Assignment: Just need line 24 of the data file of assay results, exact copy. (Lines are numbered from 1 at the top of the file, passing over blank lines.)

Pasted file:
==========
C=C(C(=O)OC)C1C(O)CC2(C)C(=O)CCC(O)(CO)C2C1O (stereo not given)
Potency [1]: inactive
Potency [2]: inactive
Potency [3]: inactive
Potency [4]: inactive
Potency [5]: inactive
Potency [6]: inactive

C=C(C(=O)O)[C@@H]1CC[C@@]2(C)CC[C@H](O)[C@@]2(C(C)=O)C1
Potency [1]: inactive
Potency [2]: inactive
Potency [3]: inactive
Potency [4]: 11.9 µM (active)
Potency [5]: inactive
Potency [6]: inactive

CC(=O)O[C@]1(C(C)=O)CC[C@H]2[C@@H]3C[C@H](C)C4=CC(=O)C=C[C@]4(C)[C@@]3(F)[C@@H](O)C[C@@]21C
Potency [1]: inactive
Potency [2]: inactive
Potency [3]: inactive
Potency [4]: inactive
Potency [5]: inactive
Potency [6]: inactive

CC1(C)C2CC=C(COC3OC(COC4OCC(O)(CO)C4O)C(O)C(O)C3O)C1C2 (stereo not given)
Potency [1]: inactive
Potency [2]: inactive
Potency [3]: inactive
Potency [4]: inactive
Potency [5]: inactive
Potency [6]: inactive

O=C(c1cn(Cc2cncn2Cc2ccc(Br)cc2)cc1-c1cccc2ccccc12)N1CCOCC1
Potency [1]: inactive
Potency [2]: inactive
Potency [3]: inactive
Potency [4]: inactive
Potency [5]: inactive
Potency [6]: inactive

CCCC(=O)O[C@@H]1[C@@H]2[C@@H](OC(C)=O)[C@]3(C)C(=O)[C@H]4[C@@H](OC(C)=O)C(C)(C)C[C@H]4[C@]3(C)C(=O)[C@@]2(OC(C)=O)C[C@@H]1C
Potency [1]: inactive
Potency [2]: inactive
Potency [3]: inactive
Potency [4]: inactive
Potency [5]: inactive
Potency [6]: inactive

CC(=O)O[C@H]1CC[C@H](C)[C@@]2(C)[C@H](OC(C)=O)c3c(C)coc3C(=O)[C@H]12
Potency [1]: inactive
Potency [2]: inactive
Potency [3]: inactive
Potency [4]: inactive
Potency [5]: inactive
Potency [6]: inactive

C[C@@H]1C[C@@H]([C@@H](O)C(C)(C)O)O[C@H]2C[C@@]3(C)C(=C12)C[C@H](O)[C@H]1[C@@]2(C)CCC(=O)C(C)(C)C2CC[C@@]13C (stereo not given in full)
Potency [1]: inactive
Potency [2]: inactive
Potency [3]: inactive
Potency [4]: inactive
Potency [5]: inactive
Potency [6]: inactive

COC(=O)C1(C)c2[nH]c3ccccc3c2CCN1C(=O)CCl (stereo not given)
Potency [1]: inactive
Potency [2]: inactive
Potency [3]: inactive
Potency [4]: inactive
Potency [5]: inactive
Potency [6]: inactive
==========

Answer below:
Potency [2]: inactive